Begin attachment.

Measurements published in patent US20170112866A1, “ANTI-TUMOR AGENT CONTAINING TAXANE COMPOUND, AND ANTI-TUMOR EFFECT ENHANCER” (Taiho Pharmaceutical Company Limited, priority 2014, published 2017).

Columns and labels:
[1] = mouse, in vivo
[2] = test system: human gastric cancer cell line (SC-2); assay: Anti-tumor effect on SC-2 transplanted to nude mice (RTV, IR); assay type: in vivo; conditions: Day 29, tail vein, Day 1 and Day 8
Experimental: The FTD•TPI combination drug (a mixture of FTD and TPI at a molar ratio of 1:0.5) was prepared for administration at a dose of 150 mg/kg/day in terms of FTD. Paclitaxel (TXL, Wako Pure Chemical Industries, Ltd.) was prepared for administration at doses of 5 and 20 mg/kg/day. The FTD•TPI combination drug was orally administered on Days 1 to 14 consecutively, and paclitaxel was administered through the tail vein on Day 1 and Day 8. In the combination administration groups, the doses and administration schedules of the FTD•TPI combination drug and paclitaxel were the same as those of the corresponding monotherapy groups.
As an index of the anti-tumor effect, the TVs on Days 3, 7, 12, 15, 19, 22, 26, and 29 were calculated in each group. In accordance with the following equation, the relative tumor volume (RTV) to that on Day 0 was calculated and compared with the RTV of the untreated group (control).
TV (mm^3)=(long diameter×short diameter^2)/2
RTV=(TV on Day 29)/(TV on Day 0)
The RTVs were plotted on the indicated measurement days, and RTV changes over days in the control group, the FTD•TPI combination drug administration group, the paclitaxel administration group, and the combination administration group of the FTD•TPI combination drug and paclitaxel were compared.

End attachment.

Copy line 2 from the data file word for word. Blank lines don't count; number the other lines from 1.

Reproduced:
Columns and labels: